With Apple's retail stores being a driving force behind the company's massive growth over the past decade, can Microsoft emulate the same results with their own retail stores?
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Microsoft retail stores, a familiar but forgettable experience



As I outlined in my previous piece, I recently visited an Apple retail store at the St. Louis Galleria mall. It was a good experience. This particular mall does house another retail store for another tech giant. It was a mixed experience.

In the telling of this, I have tried my best to remove my Apple bias (lets face it, I have one), and report strictly what I saw. That said, what I saw was kind of somber. First you’re struck with the façade of the store. Not bad, really. Clean logo that is all the rage these days. Plenty of what looked like white acrylic for the entrance. From there, things turn into a mishmash of retail styles.

It is as if a Microsoft store can not decide if it wants to be a Verizon store, a Best Buy or an Apple Store. It has tables with seating inviting someone to come in and tinker for a while, flashy presentation along the walls, all dressed up in a way similar to how Apple would handle it. But, something is just a little off.

It is a nice store, at least in regards to aesthetics and layout. I would say that is mostly because they copied Apple’s lead, and Apple had already done all of the hard work for them in developing this kind of retail experience. That is the whole issue, and it is impossible to avoid discussing it–these are meant to be Apple stores that happen to sell Microsoft products. From the use of materials, to the floor plan, to the brightly colored team member shirts, no idea has not been copied. It feels like these things were copied for the sake of copying them, not understanding the underlying decision that was made by Apple in the first place.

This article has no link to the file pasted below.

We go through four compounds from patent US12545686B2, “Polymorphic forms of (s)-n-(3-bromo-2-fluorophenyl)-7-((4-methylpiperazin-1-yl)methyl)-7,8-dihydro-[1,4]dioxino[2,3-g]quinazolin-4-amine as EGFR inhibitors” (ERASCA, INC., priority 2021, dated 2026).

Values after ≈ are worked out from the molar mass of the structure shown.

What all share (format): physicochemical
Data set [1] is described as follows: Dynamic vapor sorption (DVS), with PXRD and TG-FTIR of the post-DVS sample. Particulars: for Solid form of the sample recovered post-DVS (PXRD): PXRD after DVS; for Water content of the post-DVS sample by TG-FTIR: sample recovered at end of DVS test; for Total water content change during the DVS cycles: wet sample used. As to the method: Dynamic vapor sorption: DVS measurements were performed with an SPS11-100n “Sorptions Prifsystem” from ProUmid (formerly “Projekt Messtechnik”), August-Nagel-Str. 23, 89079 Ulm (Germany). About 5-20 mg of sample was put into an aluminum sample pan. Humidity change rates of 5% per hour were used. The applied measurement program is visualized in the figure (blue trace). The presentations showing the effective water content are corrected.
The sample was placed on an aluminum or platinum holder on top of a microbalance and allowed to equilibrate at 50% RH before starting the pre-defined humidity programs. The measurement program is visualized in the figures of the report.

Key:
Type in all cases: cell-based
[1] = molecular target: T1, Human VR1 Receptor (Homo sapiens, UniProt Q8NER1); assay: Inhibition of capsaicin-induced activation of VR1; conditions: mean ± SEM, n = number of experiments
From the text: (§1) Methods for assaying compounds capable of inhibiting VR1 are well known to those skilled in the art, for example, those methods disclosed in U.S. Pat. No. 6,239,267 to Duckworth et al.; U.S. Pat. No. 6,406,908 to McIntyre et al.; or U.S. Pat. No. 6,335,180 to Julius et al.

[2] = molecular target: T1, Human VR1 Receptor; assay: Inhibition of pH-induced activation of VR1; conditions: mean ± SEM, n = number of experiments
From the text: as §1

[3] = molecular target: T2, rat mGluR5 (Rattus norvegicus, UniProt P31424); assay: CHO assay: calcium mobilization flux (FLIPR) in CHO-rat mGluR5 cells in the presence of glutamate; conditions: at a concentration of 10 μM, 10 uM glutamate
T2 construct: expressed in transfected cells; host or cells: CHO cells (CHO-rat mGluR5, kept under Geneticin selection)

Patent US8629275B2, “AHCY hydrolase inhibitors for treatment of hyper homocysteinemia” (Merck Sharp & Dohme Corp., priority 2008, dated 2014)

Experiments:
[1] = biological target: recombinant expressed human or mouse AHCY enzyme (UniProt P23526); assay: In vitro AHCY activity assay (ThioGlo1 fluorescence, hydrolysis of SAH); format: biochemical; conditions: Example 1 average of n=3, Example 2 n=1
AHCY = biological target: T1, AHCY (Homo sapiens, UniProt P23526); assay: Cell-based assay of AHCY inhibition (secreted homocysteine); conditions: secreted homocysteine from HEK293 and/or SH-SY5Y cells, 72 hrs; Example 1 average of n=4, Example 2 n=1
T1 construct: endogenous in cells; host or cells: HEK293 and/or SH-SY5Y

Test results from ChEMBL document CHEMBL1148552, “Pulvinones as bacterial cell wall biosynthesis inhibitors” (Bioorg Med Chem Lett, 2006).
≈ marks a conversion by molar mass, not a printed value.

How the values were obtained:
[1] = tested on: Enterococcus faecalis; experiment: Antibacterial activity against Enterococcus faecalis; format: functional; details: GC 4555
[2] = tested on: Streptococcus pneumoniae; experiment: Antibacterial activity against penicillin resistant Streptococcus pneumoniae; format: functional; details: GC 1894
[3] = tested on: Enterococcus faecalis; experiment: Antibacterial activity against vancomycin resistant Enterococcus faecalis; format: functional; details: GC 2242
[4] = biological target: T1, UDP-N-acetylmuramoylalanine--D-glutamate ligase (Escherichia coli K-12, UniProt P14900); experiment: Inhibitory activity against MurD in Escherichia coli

From what I saw this wholesale lift of ideas is not working as well as I would imagine Microsoft would like it to. As I was walking into the store I overheard a gentleman state “You’ve got to be kidding me, Microsoft has a store? And it looks just like…” His voice tapered away as I entered. You can guess as well as I how that sentenced ended. I was greeted by a lady in a green shirt (the whole staff was wearing green that day), who, no kidding, had been sitting at one of the display tables with her head in her hand seconds prior. She was bored and you could tell it. Just coming from the Apple store minutes prior, I can guarantee no one there was lethargic.

Everything in the store, including the staff, was nice. The products they were showing off, for the most part, were the flagship devices from Microsoft’s OEM partners. Everything just felt like a high-class attempt to pull off something that was being done correctly just a short walk away in the same mall. Then again, even that was blatant. The Microsoft store, which came after the Apple store in this particular mall (I would wager in all similar instances Apple arrived first), was within line of sight of the Apple store. Instead of luring people away, at least to my mind, it merely reemphasized the attempted “me too.” Others seemed to have the same disinterest. There was only one other customer in the store while I was there.

I’ll wrap up this parable by saying that I wish I could put my finger on what exactly was wrong with the Microsoft store. Every element seemed to be copying Apple’s winning formula, but without the same result. My guess? Products. There just wasn’t the same emphasis on products in the Microsoft store that you see at the Apple store. I mean that in an advertising sense–flashing displays and advertising material seemed to get in the way in the Microsoft store. But even then, I don’t know if it was so far off from what Apple is doing that they should not be seeing similar results. At least in regards to store foot traffic.